Amendment 149

Part of Domestic Abuse Bill - Committee (5th Day) – in the House of Lords at 9:15 pm on 8th February 2021.

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Photo of Baroness Finn Baroness Finn Conservative 9:15 pm, 8th February 2021

My Lords, I rise to speak in support of Amendment 149 in the name of the noble Baroness, Lady Lister, and other noble Lords who have signed it. I thank them for bringing this to the attention of the Committee and I wholeheartedly support this amendment on post-separation abuse, including economic abuse. It is tragic that so many women continue to be abused even after separation. They have done the right thing—left, escaped, moved or fled—but somehow the plague of abuse continues in other forms. It does not require physical contact, and for some victims this form of abuse only starts after they have left. It is another barrier to escape when they have surely suffered enough. It is widespread: one in four women reports experiencing economic abuse after separation. Most alarmingly, it is post-separation when women are at heightened risk of homicide.

Perhaps most tragically of all, the current law offers inadequate protection, and this amendment would begin to correct that. Currently, we are in the absurd position that many post-separation offences would be a crime only if they occurred before separation. In the words of one Crown Court judge:

“If you have had the strength to leave—we are suddenly not supporting those people? They have got the legislation wrong.”

There are a few important legislative issues to consider. The first is that the Serious Crime Act definition of coercive control does not cover post-separation abuse. Therefore, once this Bill passes, there will be an anomaly in the law, both within English statute and across the United Kingdom, since it is covered in Scotland. The amendment in the other place was withdrawn because of an ongoing government review into the offence of coercive behaviour. This would seem a compelling reason, but I do not think it reason enough to ignore this amendment. The review in question does not look specifically at economic abuse and, since it is concerned only with the current application of the law, which does not recognise economic abuse, it is unlikely to do the issue any justice. Therefore, the review should not stand as a barrier to the acceptance of this amendment.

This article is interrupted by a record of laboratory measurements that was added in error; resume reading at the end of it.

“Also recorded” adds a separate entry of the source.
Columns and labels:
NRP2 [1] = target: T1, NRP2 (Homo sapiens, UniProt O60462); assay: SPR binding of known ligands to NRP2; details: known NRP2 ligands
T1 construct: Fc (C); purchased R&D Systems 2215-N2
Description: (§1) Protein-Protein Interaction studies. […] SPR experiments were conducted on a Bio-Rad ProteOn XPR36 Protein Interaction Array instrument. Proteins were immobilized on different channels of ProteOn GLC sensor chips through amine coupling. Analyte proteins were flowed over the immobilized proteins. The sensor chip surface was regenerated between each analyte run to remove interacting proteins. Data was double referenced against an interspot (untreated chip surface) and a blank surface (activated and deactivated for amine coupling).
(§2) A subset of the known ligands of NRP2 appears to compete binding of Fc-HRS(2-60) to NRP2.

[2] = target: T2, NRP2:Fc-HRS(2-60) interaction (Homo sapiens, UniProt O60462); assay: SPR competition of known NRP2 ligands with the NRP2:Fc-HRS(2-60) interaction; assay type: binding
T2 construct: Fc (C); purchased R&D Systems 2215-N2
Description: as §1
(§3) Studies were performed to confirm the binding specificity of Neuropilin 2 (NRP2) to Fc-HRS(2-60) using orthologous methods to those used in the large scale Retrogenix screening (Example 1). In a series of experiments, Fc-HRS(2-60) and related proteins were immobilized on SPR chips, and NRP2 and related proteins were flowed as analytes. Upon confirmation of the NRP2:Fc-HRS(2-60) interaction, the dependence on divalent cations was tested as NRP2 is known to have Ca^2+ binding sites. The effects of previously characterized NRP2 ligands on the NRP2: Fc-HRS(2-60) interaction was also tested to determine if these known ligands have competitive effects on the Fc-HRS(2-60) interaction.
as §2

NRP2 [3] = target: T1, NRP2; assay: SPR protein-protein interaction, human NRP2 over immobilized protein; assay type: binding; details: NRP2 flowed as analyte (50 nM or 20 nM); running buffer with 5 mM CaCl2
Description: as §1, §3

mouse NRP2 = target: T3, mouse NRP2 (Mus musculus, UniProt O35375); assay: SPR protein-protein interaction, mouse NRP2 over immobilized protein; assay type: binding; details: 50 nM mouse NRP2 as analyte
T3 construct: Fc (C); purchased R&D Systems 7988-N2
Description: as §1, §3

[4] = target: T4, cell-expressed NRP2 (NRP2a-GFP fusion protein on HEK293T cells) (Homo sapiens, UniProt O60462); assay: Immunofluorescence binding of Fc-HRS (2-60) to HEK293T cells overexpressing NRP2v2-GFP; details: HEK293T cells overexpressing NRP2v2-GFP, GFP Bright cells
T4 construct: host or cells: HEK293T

Finally, it has been argued that victims of abuse can be protected under existing legislation concerning stalking, since statutory guidance has been updated to include economic abuse. But, practically speaking, this is unlikely to be effective. The guidance given to police officers when drawing up stalking protection orders does not include economic abuse provision. Indeed, it is not clear how it could. I therefore believe there is a clear and compelling case for accepting this amendment. The evidence that economic abuse is a crime has been accepted by all, as evidenced by the debate and continued passage of this Bill. It is now a question of offering every possible legal protection, consistently and universally, for the very brave victims of this awful crime. This amendment does that and has my unqualified support.